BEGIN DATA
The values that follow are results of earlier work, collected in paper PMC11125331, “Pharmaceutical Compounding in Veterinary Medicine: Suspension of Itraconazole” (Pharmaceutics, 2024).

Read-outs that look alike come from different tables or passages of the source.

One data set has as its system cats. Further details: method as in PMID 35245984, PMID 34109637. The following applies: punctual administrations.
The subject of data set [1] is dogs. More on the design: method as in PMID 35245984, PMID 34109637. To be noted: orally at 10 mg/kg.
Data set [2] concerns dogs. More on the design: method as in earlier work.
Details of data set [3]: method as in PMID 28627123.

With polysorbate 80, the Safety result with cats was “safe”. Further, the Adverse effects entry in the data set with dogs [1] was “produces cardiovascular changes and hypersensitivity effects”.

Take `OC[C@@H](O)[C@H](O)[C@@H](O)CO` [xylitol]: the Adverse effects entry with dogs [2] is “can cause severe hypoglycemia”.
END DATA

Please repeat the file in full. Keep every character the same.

The values that follow are results of earlier work, collected in paper PMC11125331, “Pharmaceutical Compounding in Veterinary Medicine: Suspension of Itraconazole” (Pharmaceutics, 2024).

Read-outs that look alike come from different tables or passages of the source.

One data set has as its system cats. Further details: method as in PMID 35245984, PMID 34109637. The following applies: punctual administrations.
The subject of data set [1] is dogs. More on the design: method as in PMID 35245984, PMID 34109637. To be noted: orally at 10 mg/kg.
Data set [2] concerns dogs. More on the design: method as in earlier work.
Details of data set [3]: method as in PMID 28627123.

With polysorbate 80, the Safety result with cats was “safe”. Further, the Adverse effects entry in the data set with dogs [1] was “produces cardiovascular changes and hypersensitivity effects”.

Take `OC[C@@H](O)[C@H](O)[C@@H](O)CO` [xylitol]: the Adverse effects entry with dogs [2] is “can cause severe hypoglycemia”.